Is there a spirit connected with being a Goldsmiths’ student that is somewhat distinctive, radical, questioning, and protesting?
Beyond any desire to ‘brand’ and make distinctive something about Goldsmiths, it is a question with no easy answer.
It might be foolish to generalise. In the photograph above these are men behaving badly for a brief moment: sticking their tongues out, pulling rude faces, making somewhat impolite gestures with their hands, and in one case smoking a cigarette and pipe at the same time.
But there are events and evidence of a tradition that could suggest something.
The Warden, Ross Chesterman (1953-74) recalled deciding to ring up the Commissioner of the Metropolitan Police, Sir Robert Mark, in the late 1960s when some of ‘our students occasionally got into mild trouble with the police, usually because of demonstrations.’
Mark had a fearsome reputation. The local police commander was certainly in fear of him: ‘When the Commissioner Mr Mark says jump, you don’t think about it or argue, you bloody well jump!’
I told him that most of my students were law-abiding and moreover interested in helping others less well-off than themselves. Our talking, conducted at a pleasant conversational level, went on for more than half an hour and I like to feel that I may have helped a little to liberalise the police force.
One wonders whether one of Ross Chesterman’s predecessor Wardens, Tommy Raymont, had a similar chat with the then Commissioner when Goldsmiths’ students were arrested for being somewhat over-boisterous with the College’s donkey outside New Cross Gate station in 1926.
There had been a procession of one hundred Goldsmiths’ students ‘led by a young man in particularly wide Oxford bags and wearing a long black coat’ which surrounded police officers on traffic duty with the chant of ‘ring-a-ring-of-roses.’
This was accompanied by the loud and aggressive rattling of collection tins.
The College donkey played a major part in the procession straddled ‘by a weirdly dressed figure’ quite possibly one of the students.
Goldsmiths’ College rag students were the Millwall soccer supporters of the university rag world.
The local community lived in fear of impromptu false imprisonment on Lewisham Way or the New Cross Road during rag week.
The College’s first history, The Forge, recorded the origin of the donkey:
It was on the ostensible ground of economy that in May 1920, a donkey was purchased to replace a horse for the roller on the playing field.
The notoriety of the Goldsmiths’ rags continued until 1930.
The third Warden, Arthur Edis Dean, decided enough was enough when an entire tram of passengers had been captured by a ring of students outside the College main building while the College song was being sung at morning assembly.
The incident was followed by the students bursting into the Great hall with their ill-gotten gains and the over-excited donkey during the National Anthem.
Warden Ross Chesterman’s philosophy was conveyed to the College’s freshers in the Great Hall in October 1966 with the exhortation:
Students should divide their time into three segments: one third should be spent working, one third should be spent sleeping, and one third spent enjoying yourself.
An examination of the College’s picture archives has plenty of evidence that one third enjoyment is something that has been taken to heart rather enthusiastically throughout the generations.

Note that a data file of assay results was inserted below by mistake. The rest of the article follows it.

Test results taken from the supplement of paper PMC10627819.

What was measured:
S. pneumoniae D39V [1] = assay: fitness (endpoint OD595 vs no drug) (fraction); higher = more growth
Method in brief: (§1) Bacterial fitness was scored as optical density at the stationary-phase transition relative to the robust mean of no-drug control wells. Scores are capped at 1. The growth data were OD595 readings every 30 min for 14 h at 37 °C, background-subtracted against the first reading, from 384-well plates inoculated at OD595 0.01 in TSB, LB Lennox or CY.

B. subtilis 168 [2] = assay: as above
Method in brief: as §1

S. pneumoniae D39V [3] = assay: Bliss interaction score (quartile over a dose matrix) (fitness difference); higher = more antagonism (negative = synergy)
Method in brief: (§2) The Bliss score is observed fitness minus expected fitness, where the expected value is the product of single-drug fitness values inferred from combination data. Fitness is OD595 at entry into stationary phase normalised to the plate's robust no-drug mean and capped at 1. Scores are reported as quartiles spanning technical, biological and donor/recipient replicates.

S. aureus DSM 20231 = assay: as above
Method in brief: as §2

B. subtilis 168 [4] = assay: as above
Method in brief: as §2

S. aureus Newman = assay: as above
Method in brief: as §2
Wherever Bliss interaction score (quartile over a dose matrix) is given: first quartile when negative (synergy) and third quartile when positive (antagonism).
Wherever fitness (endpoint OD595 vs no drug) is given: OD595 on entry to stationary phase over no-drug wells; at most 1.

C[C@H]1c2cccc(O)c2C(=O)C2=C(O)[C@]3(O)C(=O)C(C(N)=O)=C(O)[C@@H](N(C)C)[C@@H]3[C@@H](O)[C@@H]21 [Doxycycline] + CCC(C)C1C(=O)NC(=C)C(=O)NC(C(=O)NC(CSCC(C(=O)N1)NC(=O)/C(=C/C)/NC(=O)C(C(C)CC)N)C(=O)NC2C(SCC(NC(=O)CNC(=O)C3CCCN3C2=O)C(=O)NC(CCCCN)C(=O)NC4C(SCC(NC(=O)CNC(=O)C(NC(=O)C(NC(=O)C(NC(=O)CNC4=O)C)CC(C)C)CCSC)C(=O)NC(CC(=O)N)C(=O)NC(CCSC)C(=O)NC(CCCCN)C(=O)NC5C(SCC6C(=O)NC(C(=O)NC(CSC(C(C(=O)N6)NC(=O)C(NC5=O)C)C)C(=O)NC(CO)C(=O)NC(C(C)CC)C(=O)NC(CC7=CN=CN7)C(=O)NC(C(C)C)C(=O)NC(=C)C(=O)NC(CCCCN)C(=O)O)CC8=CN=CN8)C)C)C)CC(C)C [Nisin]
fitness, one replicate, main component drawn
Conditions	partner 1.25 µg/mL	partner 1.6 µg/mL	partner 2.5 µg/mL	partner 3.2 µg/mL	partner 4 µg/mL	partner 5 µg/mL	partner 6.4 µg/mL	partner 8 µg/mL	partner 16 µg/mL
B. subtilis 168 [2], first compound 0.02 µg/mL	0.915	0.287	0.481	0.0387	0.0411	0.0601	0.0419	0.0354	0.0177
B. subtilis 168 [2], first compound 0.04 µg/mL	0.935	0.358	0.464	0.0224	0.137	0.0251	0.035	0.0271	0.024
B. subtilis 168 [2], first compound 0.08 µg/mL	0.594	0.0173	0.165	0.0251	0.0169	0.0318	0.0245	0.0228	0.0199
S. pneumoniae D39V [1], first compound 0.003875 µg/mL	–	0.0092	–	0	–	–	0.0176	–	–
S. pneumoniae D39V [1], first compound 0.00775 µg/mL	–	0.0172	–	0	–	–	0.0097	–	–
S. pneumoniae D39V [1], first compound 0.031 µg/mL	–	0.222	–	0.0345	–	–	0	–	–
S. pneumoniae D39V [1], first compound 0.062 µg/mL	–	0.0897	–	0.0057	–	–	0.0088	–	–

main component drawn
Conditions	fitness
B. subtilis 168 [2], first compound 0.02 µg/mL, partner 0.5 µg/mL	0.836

When the college had its own swimming pool, and before it was burnt down by Second World War Luftwaffe bombing, these members of the College Water Polo team certainly showed every sign of enjoying themselves.
But I do wonder if their group hug was a way of dealing with the damp cold of a Deptford winter.
They do look a bit desperate.
It can’t have been much fun walking barefoot on that stone grit scattered over the pathway.
The player in swimming costume top right appears to be grimacing rather than smiling, and I do wonder if he was thinking ‘when is this photographer going to press his flash gun so I can get back inside and warm myself against a radiator?’
When you next walk through the corridor entrance of the Richard Hoggart main building just imagine the shenanigans of the College rugby team ‘messing about’ during this photo-shoot in 1910.
In this picture consider all the characters, attitudes, emotions, feelings and relationships.
The central player balancing the rugby ball on his friend’s head below, with his legs around his friend’s shoulders, and peering over the tip of his fingers so only his squinting eyes and forehead can be seen. And then there’s the player leaning forward over the top of his head and scrunching onto his hair as if he were holding onto a pair of goat’s horns!
So far it’s been all men looking naughty and mischievous.
Well the women during this time had their own way of showing how smart and quick of wit they were.
The ‘Swanky Swotters’ of 1910 you would not want to be pitched against in an Edwardian University Challenge, or indeed a pub quiz game at the Rosemary Branch or Marquis of Granby.
And as for dancing, you do get the impression that these Eurythmics during the time of King George V could jive and boogie off the dance floor any rapper or disco break-dancer of the late 20th and early 21st centuries.
By 1916-18, Eurythmics were central to the curriculum. The College was dealing with the darker times of the Great War. Women students dominated the student cohort and were coming to terms with continual reports of student and staff casualties from the Front.
It is understood Goldsmiths’ was one of the first British colleges to pioneer this expressive movement art which became quite popular during the early part of the 20th century. It was primarily a performance art, and students were encouraged to develop a movement repertoire relating to the sounds and rhythms of speech, to the tones and rhythms of music, and to ‘soul experiences’, such as joy and sorrow.
Rest assured Goldsmiths’ women students knew their steps and moves, and were ready for anything as this photograph of a physical education class from 1907 undoubtedly confirms.